Friday, January 7, 2011

Complete DHS Daily Report for January 7, 2011

Daily Report

Top Stories

• CNN reports small explosions at two Maryland government office buildings caused by packages sent via mail, left one person with minor injuries January 6. (See item 27)

27. January 6, CNN – (Maryland) Small explosions at Maryland state offices injure 1. Small explosions at two Maryland state government office buildings left one person with minor injuries January 6, a Maryland state government official with knowledge of the situation told CNN. No one suffered serious injuries or was hospitalized, a government source said. Both buildings were evacuated. Authorities responded to devices found in the mailroom of a state house office building in Annapolis, and at the Maryland Department of Transportation headquarters near Hanover, said a spokesman for the mayor of Annapolis. Reports of the incidents came in “not simultaneously, but close,” said the government source. “While the investigation is ongoing, it appears that two incendiary devices were transported through State government mail rooms,” the Maryland House speaker wrote in a statement. “We would encourage you to use reasonable caution in handling any packages that come to your office for the time being, and not open any mail until we have more complete information.” The Annapolis police bomb squad and firefighters, as well as the FBI and the state bomb squad responded. A Department of Homeland Security official said the department is closely monitoring the situation and is working with law enforcement agencies. Source:

• According to Associated Press, the son of a police detective opened fire at a high school in Omaha, Nebraska, January 5, fatally wounding the assistant principal and injuring the principal. (See item 49)

49. January 5, Associated Press – (Nebraska) Student kills 1, self at Omaha high school. The son of a police detective opened fire at a high school in Omaha, Nebraska, January 5, fatally wounding the assistant principal and forcing panicked students to take cover in the kitchen of the building just as they returned from holiday break. The gunman, who had attended the school for no more than 2 months, also wounded the principal before fleeing from the scene and fatally shooting himself in his car. The vice principal died at a hospital hours after the shooting, police said. The principal was listed in stable condition. In a rambling Facebook post filled with expletives, the shooter warned January 5 that people would hear about the “evil” things he did and said the school drove him to violence. He wrote that the Omaha school was worse than his previous one, and that the new city had changed him. He apologized and said he wanted people to remember him for who he was before affecting “the lives of the families I ruined.” The post ended with “goodbye.” The police chief provided no details on the weapon the gunman used or how he obtained it. The gunman’s father is a detective for the Omaha Police Department. Investigators were interviewing the 7-year veteran to try and discern a motive. Source:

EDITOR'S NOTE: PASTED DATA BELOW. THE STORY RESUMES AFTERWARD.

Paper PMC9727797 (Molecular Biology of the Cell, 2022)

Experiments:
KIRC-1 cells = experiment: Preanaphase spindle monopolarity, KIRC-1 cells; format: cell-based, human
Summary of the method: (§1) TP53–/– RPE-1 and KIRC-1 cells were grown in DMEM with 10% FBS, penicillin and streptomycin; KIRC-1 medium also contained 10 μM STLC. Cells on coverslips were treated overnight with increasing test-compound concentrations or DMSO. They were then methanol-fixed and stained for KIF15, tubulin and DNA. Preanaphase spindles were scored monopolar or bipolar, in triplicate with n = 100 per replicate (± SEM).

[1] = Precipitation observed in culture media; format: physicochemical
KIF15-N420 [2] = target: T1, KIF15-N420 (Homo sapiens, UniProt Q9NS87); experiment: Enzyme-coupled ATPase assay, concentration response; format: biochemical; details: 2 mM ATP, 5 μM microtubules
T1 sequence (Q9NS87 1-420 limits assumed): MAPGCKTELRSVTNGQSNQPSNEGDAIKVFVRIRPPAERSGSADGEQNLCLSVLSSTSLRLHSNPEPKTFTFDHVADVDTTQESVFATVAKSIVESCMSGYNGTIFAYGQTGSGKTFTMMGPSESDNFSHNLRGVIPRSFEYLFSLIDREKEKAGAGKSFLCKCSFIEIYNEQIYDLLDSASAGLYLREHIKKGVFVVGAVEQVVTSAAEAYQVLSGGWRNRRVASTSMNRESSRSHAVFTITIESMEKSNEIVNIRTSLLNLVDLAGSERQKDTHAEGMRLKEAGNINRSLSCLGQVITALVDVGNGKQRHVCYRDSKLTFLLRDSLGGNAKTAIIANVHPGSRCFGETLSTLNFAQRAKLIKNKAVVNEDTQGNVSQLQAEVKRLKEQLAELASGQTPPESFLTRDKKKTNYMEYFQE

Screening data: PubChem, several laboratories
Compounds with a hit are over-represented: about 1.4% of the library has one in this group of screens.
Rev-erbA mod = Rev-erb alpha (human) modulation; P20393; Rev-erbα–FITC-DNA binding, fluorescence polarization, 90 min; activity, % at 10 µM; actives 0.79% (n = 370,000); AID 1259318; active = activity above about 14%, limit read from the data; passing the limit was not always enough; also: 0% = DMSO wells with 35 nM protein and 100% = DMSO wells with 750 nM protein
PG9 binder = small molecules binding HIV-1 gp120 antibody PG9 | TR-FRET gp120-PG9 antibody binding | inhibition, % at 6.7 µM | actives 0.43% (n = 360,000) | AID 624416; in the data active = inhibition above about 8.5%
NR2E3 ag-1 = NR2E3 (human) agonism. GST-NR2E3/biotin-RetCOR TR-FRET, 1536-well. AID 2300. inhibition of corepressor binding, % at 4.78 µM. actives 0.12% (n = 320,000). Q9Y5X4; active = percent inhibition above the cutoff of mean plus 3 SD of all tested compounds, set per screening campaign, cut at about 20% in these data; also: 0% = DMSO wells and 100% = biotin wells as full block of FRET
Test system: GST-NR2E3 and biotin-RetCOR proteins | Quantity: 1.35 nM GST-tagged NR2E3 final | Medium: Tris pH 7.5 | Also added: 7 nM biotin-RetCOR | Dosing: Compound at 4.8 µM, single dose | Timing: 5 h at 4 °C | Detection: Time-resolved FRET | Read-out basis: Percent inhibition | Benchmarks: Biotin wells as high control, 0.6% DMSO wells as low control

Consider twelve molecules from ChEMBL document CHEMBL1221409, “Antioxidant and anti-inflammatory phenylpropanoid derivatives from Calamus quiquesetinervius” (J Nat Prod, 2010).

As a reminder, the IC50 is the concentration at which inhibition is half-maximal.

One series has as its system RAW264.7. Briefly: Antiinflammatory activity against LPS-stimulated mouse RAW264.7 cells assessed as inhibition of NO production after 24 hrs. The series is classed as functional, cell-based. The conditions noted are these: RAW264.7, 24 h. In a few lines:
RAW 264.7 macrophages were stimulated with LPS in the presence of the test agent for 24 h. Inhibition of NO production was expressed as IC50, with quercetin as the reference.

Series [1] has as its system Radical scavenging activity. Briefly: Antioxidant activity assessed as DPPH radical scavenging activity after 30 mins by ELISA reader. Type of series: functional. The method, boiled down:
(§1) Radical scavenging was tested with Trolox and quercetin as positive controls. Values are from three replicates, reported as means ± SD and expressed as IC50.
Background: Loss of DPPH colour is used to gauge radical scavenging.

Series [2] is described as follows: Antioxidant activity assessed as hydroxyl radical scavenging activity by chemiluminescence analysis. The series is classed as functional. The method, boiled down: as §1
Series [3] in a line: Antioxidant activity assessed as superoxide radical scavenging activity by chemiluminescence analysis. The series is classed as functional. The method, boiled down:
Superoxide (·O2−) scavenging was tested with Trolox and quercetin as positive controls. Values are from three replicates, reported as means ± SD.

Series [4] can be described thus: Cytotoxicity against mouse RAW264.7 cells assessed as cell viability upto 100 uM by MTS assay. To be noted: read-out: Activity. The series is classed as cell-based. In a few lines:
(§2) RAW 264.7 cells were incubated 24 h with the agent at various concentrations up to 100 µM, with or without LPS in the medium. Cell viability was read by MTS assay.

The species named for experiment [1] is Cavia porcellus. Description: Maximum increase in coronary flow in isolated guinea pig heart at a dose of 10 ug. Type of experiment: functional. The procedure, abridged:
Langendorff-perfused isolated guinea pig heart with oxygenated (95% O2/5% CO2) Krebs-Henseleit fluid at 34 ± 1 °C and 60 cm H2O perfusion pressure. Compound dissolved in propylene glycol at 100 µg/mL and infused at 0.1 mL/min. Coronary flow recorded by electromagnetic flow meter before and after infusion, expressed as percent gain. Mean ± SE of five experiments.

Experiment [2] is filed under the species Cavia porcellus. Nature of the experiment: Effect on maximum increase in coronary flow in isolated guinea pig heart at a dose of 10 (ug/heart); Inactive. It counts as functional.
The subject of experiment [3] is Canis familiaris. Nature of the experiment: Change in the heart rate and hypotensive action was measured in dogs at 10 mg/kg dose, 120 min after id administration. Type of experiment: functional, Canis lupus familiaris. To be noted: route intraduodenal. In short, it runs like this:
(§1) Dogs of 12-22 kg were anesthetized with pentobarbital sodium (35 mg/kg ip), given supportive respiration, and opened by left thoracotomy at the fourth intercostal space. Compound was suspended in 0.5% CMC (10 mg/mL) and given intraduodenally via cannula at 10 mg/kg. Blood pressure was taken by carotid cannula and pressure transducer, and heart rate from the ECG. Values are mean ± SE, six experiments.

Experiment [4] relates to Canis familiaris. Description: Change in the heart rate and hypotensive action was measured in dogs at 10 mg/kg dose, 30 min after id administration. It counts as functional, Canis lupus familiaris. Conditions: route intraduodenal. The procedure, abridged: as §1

Banking and Finance Sector

16. January 6, Columbus Dispatch – (Ohio) Woman FBI calls the ‘church lady bandit’ indicted in 12 robberies. The first bank robbery now attributed to the “church lady bandit” occurred January 10, 2006 — right around the time, auditor’s records show, the suspect lost her Northeast Side house in Columbus, Ohio in foreclosure. Three more robberies linked to the bandit occurred in October 2008, the same month the suspect embezzled $2,500 from her employer using a company credit card, according to court records. The bandit’s pace picked up in the fall, when she robbed seven banks and a motel, authorities said. Those robberies started in September, 4 months after the courts agreed the suspect owed $12,400 for defaulting on a car loan. On January 5, the Franklin County prosecutor announced a 24-count indictment against the suspect, saying the 46-year-old woman was responsible for 11 bank robberies, and one at a motel. Source:

17. January 6, Associated Press; Texarkana Gazette – (Arkansas) Police officers charged in armored car caper. Three Arkansas police officers have been charged with conspiracy to rob an armored car in Little Rock, and one of their two alleged accomplices was indicted for stealing $400,000 from an armored car driver in 2007, according to an indictment released January 5. Prosecutors would not say whether the conspiracy charges stemmed from the alleged heist or another plot, though all five men were named in the same terse, 2-page indictment. Source: